“I was having trouble deciding whether to buy a new car and what kind to buy so I asked my husband in my head what he thought I should do and I didn’t like his answer so I said to him, “hey, you’re dead! You don’t have a say anymore. I’m gonna get the car I want!”
The bittersweet laughter that followed provided a much needed and memorable moment.
Occasionally, the idea of new relationships with men came up in the group, usually when one of the women sensed the apparent interest of a male friend or a new male acquaintance. Their responses ranged from flattered and intrigued to offended and exploited and often led to a reassertion of their intention to maintain their loyalty to their deceased spouses and to maintain the celibacy that fate had cruelly imposed. My careful forays into the future, including their ideas and feelings about new relationships with men, the possibility of eventual remarriage, and one day, perhaps, bearing children with other men were acknowledged as necessary and important topics, for some timely, while for others, premature.
One woman, just returned from a vacation with her two young children and two other families, told us of a chance encounter with a man she met while skiing. Her description of her positive experience, which included sexual intimacy, sent shock waves throughout the group. Everyone was impressed that she was able to enjoy herself, felt entitled to the pleasure, and suffered no guilt as a result. Stunned, admiring, and envious, every woman agreed that her experience gave them hope that perhaps one day, they, too, might be capable of enjoying the company, as well as the arms, of another man. It was a moment in the group like no other. As a support group leader, I was grateful that this had been shared for it seemed to have advanced their grief work and the dynamic role transition in which they were all involved.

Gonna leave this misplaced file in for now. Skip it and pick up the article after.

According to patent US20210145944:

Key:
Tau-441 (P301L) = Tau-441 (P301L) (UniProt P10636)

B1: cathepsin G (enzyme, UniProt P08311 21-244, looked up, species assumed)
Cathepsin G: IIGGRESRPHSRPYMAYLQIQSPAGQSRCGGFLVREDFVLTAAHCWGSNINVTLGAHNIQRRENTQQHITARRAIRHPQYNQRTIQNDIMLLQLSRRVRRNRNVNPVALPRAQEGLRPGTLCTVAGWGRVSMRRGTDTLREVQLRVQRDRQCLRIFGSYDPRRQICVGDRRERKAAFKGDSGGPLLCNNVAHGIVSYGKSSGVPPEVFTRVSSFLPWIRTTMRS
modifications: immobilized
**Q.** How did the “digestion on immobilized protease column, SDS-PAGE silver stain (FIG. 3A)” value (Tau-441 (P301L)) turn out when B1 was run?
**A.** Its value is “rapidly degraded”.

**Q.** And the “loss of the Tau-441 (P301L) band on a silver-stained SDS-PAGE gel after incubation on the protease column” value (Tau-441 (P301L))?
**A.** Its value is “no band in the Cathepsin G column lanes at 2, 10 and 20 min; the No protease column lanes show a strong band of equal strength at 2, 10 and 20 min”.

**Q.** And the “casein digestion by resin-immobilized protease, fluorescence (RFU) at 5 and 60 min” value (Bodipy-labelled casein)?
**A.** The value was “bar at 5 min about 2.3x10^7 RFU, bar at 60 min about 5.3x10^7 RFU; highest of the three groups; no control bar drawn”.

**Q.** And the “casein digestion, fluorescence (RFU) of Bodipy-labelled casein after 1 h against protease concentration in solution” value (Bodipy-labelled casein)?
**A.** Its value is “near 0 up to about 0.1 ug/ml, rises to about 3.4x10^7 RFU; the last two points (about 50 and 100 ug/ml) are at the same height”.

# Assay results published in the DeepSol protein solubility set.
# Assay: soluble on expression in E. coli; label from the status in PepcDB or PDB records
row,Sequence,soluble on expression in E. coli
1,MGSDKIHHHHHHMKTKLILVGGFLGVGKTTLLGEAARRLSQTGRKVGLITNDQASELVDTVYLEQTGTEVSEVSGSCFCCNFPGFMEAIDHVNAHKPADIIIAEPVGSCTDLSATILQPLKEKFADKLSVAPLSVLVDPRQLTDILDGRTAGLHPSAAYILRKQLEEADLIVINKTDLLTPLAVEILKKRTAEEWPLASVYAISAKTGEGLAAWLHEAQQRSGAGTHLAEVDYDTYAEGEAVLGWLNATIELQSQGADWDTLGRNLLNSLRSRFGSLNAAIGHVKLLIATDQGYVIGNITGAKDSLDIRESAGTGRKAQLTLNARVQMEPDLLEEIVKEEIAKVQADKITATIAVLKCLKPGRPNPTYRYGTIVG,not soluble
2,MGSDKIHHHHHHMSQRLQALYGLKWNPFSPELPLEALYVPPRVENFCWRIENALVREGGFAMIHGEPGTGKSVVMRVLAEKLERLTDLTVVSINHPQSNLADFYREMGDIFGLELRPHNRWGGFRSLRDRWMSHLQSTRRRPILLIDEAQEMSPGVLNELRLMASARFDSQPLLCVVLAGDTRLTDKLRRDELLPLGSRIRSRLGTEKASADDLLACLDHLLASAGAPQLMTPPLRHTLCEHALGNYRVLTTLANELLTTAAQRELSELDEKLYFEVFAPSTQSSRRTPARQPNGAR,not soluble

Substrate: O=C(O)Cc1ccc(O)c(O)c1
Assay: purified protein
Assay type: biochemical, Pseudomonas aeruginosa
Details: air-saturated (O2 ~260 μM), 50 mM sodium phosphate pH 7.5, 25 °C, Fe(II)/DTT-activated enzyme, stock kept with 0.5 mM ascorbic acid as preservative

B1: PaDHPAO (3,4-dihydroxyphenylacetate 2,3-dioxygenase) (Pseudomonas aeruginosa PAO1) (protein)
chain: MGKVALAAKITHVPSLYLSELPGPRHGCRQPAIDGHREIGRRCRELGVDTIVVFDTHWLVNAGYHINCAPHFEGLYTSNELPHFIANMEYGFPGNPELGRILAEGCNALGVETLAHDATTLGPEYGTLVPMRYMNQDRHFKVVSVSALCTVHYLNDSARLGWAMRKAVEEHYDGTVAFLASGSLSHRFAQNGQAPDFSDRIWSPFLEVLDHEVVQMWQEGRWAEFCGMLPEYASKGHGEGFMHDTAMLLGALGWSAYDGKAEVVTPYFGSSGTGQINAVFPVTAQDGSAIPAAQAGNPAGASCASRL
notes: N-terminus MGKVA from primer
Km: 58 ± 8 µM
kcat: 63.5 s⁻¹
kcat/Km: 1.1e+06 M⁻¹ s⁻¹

As a mental health professional for the past thirty-three years, this group, and the one before it, has been two of the most challenging and meaningful professional experiences of my career.
Richard B. Joelson, DSW
110 East 87th Street
New York, NY 10128
Barrett, C.J. (1978). Effectiveness of Widows’ Groups in Facilitating Change.
Journal of Consulting and Clinical Psychology, 46, 20-31.
Golan, N. (1975). Wife to widow to woman. Social Work, 20, 369-374.
Hiltz, S.R. (1975). Helping Widows: Group Discussions as a Therapeutic
Technique. The Family Coordinator, 24, 331-336.
Hopmeyer, E. & Werk, A. (1993). A Comparative Study of Four Family
Bereavement Groups. Groupwork, 6, 107-121
Lehman, D.R., Ellard, J.H., & Wortman, C.B. (1986). Social Support for the
Bereaved: Recipients’ and Providers’ Perspectives on What is Helpful.
Journal of Consulting and Clinical Psychology, 54, 438-446.
Lindemann, E. (1944). Symptomatology and Management of Acute Grief.
American Journal of Psychiatry, 101, 141-148.
Miles, H. & Hays, D. (1975). Widowhood. American Journal of Nursing, 7,
Osterweis, M., Solomon, F., Green, M. (Eds.). (1984). Bereavement:
Reactions, Consequences, and Care. Washington, D.C.: National Academy
Schwartz-Borden, G. (1986). Grief Work: Prevention and Intervention.
Social Casework: The Journal of Contemporary Social Work, 65 , 499-505.
Silverman, P. (1972). Widowhood and Preventive Intervention. The Family
Coordinator, 21, 95-102.
Thompson, S. (1996). Living with Loss: A Bereavement Support Group.
Groupwork, 9, 5-14.
Worden, J.W. (1991). Grief Counseling & Grief Therapy. New York:
Springer Publishing Company.
Yalom, I. & Vinogradov, S. (1988). Bereavement Groups: Techniques and
Themes. International Journal of Group Psychotherapy, 38, 419-446.